Come this fall, don't expect evangelicals to top their 2004 support for President George W. Bush, said a former top aide to Bush on Monday.
Sen. John McCain, the presumptive Republican presidential nominee, has several serious obstacles preventing him from gaining the overwhelming support of evangelical voters, said Michael Gerson, who now works for the Council on Foreign Relations, at the Pew Forum conference on religion and politics in Key West, Fla.
Among the top problems are McCain's lack of appeal to religious voters and a shift among evangelicals, especially younger ones, away from the Republican Party to be independent voters, according to Reuters.
McCain, who was raised Episcopal but now attends a Baptist church in Phoenix, has rarely, or uncomfortably, spoken about his relationship with God.
A religious advisor to the McCain campaign has said that the Arizona senator considers his faith "extremely private" and feels it is wrong to use religion for public gain, according to the Christian Broadcasting Network.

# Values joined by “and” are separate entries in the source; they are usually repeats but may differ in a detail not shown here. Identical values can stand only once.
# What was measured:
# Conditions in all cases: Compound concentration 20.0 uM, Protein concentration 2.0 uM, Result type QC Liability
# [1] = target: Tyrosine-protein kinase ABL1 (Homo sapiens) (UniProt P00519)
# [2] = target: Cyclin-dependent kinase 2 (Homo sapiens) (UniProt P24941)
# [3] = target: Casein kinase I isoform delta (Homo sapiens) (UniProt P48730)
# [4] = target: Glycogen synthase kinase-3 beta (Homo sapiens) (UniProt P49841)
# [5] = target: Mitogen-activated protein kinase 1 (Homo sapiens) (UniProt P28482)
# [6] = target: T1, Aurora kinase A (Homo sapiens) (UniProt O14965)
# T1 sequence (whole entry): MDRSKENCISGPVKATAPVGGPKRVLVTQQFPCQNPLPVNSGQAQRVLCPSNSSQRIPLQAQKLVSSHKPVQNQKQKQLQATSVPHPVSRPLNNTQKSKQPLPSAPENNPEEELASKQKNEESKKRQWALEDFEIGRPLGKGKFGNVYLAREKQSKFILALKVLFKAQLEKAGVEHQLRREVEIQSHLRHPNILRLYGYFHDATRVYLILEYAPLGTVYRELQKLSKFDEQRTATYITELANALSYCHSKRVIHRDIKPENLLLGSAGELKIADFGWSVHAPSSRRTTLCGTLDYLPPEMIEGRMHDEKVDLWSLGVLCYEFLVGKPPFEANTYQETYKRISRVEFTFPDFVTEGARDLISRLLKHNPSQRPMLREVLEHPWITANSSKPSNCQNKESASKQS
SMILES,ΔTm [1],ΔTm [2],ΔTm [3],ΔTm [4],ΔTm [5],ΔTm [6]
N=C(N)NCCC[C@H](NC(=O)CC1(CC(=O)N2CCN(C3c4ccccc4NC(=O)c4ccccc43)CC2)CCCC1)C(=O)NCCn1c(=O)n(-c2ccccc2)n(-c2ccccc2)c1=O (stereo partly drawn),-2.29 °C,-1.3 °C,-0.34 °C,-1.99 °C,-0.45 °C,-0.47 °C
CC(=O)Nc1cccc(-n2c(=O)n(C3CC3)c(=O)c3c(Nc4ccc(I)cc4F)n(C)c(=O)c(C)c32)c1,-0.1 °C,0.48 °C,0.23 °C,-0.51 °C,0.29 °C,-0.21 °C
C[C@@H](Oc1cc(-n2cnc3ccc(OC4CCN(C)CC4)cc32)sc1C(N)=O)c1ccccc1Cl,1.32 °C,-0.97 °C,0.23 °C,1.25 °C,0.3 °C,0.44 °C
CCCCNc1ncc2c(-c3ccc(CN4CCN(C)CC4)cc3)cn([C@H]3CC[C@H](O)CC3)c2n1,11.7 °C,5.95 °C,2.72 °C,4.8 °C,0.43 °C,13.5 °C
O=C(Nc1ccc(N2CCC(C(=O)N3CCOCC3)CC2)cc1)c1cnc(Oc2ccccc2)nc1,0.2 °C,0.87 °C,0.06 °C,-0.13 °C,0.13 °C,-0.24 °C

In comparison, his political opponents Sens. Barack Obama (D-Ill.) and Hillary Clinton (D-N.Y.) have eagerly shared about their Christian faith and how it has influenced their political decisions.
Back in 2004, President George W. Bush had garnered 78 percent of the white evangelical Protestant vote, who made up about a third of his support in the election.
"I don't think that Republicans going forward are likely to equal (Bush's) share of the evangelical vote," said Gerson, a leading evangelical scholar who is also a columnist with The Washington Post.
"2004 was really a high point for evangelical enthusiasm and support for George W. Bush ... I think that in some ways that was an artificial high," Gerson, who was a former speechwriter for Bush, told Reuters.
He predicts that the Republican Party will not see that same kind of enthusiasm and support from evangelical voters for a long time.
However, the GOP can still expect strong support from this key voting bloc in the November election.
Evangelicals, who are known for their fierce pro-life stance, are still uneasy with the Democratic Party's support of abortion rights.